The Eyes Have It! (Cow, Sheep and Pig Eye Dissections) - ages 14-18
In this four day online course, learners will learn all about three different eyes (one each from a cow, a sheep, and a pig) and how they compare to the human eye.
US Grade 9 - 12
In this 4 class online course, we will dissect three different eyes (one each from a cow, a sheep, and a pig) and discuss how they compare to the human eye. This will be a hands-on dissection course where learners have the opportunity to dissect their own specimens under teacher direction. No prior knowledge is required. Hand-outs will be provided. Each class will begin with a short greeting time and then we will proceed directly to the eye dissection. Learners should have their specimen...
Learners will improve their understanding of three animal eye types/systems and how they compare to the human eye.
I have taught biology at the high school level in both public schools and home schools. I have also completed numerous dissections myself as a high school and college student. My first college degree is in Secondary Education (grades 6-12) with four concentrations (one concentration being biology) so I am certified to teach this subject at those levels. I have also taught Human Anatomy and Physiology at the college level and taught dissections there.
Homework OfferedLearners should have their specimens ready to dissect upon entering the classroom. Learners may need extra time after class to complete their own dissection and/or to complete their hand-outs. Learners will benefit most if they read over material about the dissections before each class.
0 - 1 hours per week outside of class
Assessments OfferedLearners will be assessed by informal assessment. A handout will be provided before the class. The students may complete this before class. This handout can also be used by parents as an informal assessment at home after class. Vocabulary quizzes, games, and reviews can be found at: https://quizlet.com/_8t2eog?x=1qqt&i=320l2k No account is needed for the Quizlet website. Use of this website is optional and not a required part of the course.
NOTE: I do NOT receive additional benefits through commissions or the like. I am NOT an affiliate for any website or subscription company package NOR am I an owner of any online store. Each learner will need to purchase their own 3-eye dissection kit and cow eye dissection guide. The 3-eye specimen kit needed can be found at this website: <https://www.homesciencetools.com/product/comparative-eye-specimen-set/>. The cow eye dissection guide can be found at <https://www.homesciencetools.com/product/eye-dissection-guide/> Dissecting tools are necessary for this dissection and a basic dissection tool kit can be found at <https://www.homesciencetools.com/product/basic-dissecting-tools-set/>. The specimens will need to be on a flat disposable surface for the class. You can use a clean styrofoam tray (or you can purchase one at: https://www.homesciencetools.com/product/dissecting-tray-styrofoam/?nosto=nosto-page-search1) or you can purchase a dissection pan at https://www.homesciencetools.com/product/dissecting-pan-10-x-7/. Some kind of eyewear (glasses, goggles, etc.) is recommended. If you wish you can purchase child goggles at: <https://www.homesciencetools.com/product/safety-impact-goggles-child-size/> Additional hand-outs will be provided as needed. The information below is from the supplier listed above: "...students are able to remember and understand complex concepts more deeply and longer-term. Studying some animal anatomy can even give students a better understanding of human anatomy...As students activate many of their senses while dissecting an animal, their memory (or recall) increases, which helps boost their overall academic performance. Students who pursue careers in biology (including researchers, medical doctors, and teachers) will benefit from remembering dissection details...Doing an activity, like an animal dissection, brings some FUN into the home or classroom, encourages student participation, and teaches important life concepts... [M]ost of our animal suppliers use formalin to embalm their dissection specimens. Formalin is a colorless and (mostly) odorless solution of formaldehyde in water. You’ll notice that many customer reviews mention the “no-smell” smell of our specimens! We understand that humane practices are a concern for many when it comes to dissection. It is important for us to communicate that source most of our dissection specimens from companies in the United States. Because of this, most of our suppliers are subject to inspections and compliance orders from the US Department of Agriculture, under the Animal Welfare Act. In addition, many of the animals used for educational dissections are often the byproducts of other industries. For example, fetal pigs come from pork manufacturers and skinned minks come from fur ranches. Rather than sending the bodies of these animals to the landfill, suppliers use them for educational purposes."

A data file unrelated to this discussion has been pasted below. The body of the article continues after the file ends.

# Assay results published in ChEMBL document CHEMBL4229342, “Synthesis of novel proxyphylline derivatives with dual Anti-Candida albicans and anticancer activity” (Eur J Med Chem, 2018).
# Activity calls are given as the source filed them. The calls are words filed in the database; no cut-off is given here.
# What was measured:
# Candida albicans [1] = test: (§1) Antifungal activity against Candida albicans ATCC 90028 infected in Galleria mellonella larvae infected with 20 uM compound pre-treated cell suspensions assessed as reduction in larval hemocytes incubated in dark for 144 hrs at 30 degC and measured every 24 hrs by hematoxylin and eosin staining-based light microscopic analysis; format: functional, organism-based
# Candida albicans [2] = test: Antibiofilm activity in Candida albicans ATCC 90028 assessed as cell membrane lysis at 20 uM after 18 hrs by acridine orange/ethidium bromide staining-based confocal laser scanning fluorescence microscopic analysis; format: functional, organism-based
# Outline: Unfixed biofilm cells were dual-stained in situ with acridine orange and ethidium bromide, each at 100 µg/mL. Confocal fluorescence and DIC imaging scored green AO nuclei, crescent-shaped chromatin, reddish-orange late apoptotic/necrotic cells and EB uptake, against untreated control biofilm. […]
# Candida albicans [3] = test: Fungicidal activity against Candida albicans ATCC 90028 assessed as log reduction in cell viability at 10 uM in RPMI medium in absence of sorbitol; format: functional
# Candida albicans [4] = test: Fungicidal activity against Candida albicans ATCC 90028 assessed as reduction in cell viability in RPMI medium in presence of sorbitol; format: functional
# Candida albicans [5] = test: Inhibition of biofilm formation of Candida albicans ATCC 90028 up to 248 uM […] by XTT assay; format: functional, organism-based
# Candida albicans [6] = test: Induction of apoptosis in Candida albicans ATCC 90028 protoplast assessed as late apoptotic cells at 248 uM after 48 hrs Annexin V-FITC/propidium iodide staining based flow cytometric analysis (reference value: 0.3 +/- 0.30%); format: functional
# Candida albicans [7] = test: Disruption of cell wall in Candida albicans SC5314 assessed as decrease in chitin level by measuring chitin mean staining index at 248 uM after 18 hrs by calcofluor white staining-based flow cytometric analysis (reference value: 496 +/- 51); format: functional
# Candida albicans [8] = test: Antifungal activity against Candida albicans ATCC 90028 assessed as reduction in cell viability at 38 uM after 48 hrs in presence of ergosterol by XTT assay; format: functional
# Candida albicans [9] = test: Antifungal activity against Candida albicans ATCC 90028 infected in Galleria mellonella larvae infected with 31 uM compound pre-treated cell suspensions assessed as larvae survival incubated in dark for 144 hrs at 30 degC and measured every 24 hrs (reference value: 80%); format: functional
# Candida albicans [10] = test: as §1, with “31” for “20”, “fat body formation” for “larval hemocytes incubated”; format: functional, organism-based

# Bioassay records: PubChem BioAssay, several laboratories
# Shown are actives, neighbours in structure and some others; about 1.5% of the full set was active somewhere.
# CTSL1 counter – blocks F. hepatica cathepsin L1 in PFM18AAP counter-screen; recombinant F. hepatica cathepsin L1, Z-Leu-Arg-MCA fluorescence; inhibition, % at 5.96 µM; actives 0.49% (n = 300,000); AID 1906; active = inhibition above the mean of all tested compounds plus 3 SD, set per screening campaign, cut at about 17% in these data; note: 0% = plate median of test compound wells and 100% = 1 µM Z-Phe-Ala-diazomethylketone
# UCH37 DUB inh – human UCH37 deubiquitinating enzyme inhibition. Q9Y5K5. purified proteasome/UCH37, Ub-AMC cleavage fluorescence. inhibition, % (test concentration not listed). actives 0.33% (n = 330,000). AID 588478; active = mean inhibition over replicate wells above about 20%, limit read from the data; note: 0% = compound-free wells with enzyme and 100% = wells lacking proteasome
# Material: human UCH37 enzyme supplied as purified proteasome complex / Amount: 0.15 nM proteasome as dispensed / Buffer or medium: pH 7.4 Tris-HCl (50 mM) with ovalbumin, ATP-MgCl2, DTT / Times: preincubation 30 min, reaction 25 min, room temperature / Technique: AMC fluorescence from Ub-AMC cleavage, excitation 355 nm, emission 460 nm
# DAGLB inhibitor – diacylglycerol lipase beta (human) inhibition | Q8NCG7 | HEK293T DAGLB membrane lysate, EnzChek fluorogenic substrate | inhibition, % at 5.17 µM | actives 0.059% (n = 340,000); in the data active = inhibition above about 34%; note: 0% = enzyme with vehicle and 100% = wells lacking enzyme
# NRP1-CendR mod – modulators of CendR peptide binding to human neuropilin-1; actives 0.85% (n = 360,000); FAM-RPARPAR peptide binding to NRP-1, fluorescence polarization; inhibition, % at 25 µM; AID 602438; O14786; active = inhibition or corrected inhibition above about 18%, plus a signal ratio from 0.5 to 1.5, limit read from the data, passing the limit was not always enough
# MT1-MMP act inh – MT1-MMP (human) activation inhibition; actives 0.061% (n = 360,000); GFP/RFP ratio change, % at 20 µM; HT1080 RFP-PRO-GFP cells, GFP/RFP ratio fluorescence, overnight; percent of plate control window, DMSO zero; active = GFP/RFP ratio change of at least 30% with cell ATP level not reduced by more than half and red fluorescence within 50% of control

Learners will be dissecting their own dead animal specimens and therefore should be aware of this fact. No account is needed for the Quizlet website. Use of this website is optional and not a required part of the course.
Meet the teacher
Hello! I'm Teacher Debby and I am very happy to meet you! I teach a variety of academic classes including science, math, English skills, music, and hobby classes like cake decorating and animals. I have a Bachelor's degree (Life Science, Earth...
$40for 4 classes
2x per week, 2 weeks
Live video meetings
1-6 learners per class